A. I would always shoot the photo at the maximum resolution. In this manner you will have an archive photo that can be reduced for email or printed to a larger size. When I want to post a photo in a forum I pull the photo up in my editing program, reduce it, then hit "save as" and give it another file name or an extension on the file name, by example, when I reduce a photo for email I give add the word email to the file name and save that as a separate file.

Q: Somebody told me there are different kinds of SD cards

A. Basically there are two types of cards, SD cards and SDHC cards, which are high capacity cards.

Tyically HD cards range from about 128kb to 2GB while the HD cards go up to 32GB and possibly more.

I checked the specifications on your camera and the internal software will support using both SD & SDHC cards up to 32GB although I personally don't use any cards larger than 4GB. You can buy 2GB or 4GB cards on Ebay for about $5 to $7 with free S&H, whereas a 32GB card is in the order of $80. I just find it cheaper and more convenient to carry a couple spare 4GB cards, although in all honesty generally even one 4GB card is sufficient for most of my outings. By example, when shooting my Pentax K10d (10.2MP) if I shoot in RAW mode, which produces the highest resolution I can get up to 175 photos on one 4GB card or if I opt to set the camera on the highest resolution in JPEG mode I can get 804 frames on the same card. If I were to select the lowest resolution in JPEG mode I could get 2366 frames on one card.

As you can see, if you were to get even one 4Gb SDHC card you could probably take your camera on a weeks vacation and never worry about running out of film, so to speak.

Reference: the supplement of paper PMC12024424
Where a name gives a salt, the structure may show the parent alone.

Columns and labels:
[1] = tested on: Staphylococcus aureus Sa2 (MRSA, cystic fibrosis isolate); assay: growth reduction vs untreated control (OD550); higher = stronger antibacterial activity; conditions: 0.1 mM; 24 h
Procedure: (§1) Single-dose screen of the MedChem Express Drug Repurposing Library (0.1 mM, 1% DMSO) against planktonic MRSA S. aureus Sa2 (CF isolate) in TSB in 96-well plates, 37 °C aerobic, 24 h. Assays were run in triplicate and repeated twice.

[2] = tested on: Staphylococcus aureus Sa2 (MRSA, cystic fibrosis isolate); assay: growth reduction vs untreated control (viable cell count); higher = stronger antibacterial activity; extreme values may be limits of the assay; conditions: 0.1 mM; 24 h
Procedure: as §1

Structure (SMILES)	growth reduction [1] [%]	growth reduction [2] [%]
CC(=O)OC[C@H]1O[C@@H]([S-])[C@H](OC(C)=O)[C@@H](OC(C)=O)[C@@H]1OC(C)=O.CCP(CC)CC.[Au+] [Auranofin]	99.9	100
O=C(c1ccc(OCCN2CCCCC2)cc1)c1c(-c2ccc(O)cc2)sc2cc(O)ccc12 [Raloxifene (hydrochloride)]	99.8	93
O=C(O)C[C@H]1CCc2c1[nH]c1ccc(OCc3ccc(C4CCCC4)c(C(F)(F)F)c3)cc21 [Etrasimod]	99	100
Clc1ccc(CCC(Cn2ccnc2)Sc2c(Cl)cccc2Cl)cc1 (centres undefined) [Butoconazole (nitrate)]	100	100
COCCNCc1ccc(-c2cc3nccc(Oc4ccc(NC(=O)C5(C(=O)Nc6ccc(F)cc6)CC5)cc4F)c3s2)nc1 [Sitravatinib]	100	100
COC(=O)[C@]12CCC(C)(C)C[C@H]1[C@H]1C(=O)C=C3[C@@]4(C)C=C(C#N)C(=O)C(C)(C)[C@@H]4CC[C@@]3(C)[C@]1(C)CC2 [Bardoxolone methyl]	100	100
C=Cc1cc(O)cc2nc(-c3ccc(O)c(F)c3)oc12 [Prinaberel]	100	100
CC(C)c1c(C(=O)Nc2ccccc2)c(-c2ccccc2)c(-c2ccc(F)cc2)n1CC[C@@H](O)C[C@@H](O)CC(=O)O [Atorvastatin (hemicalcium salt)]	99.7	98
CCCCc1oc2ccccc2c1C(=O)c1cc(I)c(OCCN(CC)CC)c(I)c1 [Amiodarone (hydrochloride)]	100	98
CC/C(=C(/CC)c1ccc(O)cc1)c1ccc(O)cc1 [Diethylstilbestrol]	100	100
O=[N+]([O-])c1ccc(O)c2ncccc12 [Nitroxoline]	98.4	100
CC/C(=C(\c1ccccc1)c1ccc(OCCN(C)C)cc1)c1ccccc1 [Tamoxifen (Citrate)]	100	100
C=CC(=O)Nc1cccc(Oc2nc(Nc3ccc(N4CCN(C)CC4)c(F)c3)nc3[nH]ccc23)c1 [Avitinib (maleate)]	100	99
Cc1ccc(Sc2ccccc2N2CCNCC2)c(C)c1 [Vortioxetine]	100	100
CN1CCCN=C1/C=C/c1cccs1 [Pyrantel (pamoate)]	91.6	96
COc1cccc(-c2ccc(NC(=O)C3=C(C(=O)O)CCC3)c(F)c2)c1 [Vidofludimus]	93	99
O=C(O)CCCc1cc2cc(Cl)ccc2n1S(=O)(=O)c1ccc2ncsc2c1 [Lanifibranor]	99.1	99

If you do shoot a lot of photos I would stronly encourage you to get a couple extra rechargeabe batteries. They take up precious little space in the camera bag, but there is no worse feeling that being somewhere and just as your ready to shoot, the battery is dead.

My camera will shoot over 700 frames on one battery, but I still never go in the field without two spares.

Q...What's a good picture size to use for posting on forums like gardenweb?

I use "Photoscape" to resize my photos for the web. The program is a free download from Google and in the editor mode it has a button marked "Resize". When you hit that button a window opens and you choose the width size you want. For the Web I generally hit the 900, which produces a photo at 900 x 598MP. (careful here, when you resize the photo be sure to use the "Save AS" and add an extension or give a new file name. This way it will not effect your archive photo.

i sincerely hope this have offered you some help and I am sure others will soon add more info.


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RE: Some Basic Digital Camera questions

Lazypup - thanks very much for your explanations. They clear up a lot of my uncertainties about digital cameras. Just looking at my pictures on a laptop, I can't see a lot of difference between the smaller mp pics and the 14 mp ones. I will download and try Photoscape and see how I like it. The software I've been using has become a little too "full-featured" for my needs. I've been resizing to 800 x 600 for email so I may stick with that - at least my sister has quit complaining about "loading up her smartphone with huge pictures."


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RE: Some Basic Digital Camera questions

The difference between a larger high res photo and a smaller low res file can be seen on a monitor when both files are viewed at 100%.
The high res file is MOST important when you print.